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The Berber flag (Berber: Acenyal Amaziɣ, ⴰⵛⴻⵏⵢⴰⵍ ⴰⵎⴰⵣⵉⵖ) is a flag that has been proposed for the Berber people. It is currently widely used by most Berber activists in 10 African countries and the Berber flag was created in Algeria, Kabylia, in Ouadhia exactly by an ancient Algerian Kabylian mudjahid named Muhand Arav Bessaoud who was considered as the spiritual father of Berberism and this last was also a writer and an activist.
In the 1970s the Berber Academy (Agraw Imazighen) proposed the first Berber flag. In 1998 the World Amazigh Congress made the flag official at Tafira on Las Palmas in the Canary Islands, which were formerly inhabited by the Guanches, an ancient Berber people.
The flag is composed of blue, green, and yellow horizontal bands of the same height, and a Tifinagh letter yaz or aza.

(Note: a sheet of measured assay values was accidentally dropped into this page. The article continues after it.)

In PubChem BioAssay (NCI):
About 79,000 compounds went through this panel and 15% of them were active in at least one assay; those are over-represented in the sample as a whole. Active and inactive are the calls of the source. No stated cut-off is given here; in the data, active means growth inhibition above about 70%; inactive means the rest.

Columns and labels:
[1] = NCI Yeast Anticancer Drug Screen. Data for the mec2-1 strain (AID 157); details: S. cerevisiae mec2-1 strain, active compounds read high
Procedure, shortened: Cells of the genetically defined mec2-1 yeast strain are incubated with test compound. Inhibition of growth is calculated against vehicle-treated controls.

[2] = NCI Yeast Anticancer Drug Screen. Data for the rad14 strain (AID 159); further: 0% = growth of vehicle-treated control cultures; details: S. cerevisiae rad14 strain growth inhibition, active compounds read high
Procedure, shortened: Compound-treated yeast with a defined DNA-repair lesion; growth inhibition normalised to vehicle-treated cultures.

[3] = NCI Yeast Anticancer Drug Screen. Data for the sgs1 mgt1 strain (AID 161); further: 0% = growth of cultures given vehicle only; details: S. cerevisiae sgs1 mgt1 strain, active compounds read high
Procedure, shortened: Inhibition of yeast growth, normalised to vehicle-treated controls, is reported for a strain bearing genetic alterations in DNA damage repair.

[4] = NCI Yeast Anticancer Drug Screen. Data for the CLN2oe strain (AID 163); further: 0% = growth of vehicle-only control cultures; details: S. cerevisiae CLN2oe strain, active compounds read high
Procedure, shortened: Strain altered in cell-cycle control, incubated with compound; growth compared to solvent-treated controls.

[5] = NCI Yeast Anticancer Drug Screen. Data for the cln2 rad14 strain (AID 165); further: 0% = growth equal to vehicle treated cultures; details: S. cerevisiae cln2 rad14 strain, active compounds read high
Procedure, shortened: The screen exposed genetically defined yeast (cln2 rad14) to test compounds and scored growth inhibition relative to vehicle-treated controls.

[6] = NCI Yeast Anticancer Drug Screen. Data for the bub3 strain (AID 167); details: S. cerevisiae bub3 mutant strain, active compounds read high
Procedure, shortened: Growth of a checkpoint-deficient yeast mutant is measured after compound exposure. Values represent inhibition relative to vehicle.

- blue represents the Mediterranean Sea and the Atlantic Ocean;
- green represents nature and the green mountains;
- yellow represents the sands of the Sahara Desert.
The yaz symbolizes the "free man", which is the meaning of the Berber word amazigh, the Berbers' own name for themselves (endonym). It is in red, the colour of life, and also the colour of resistance.
The Berber flag thus symbolizes the entire Amazigh people, living in harmony with their land, Tamazgha.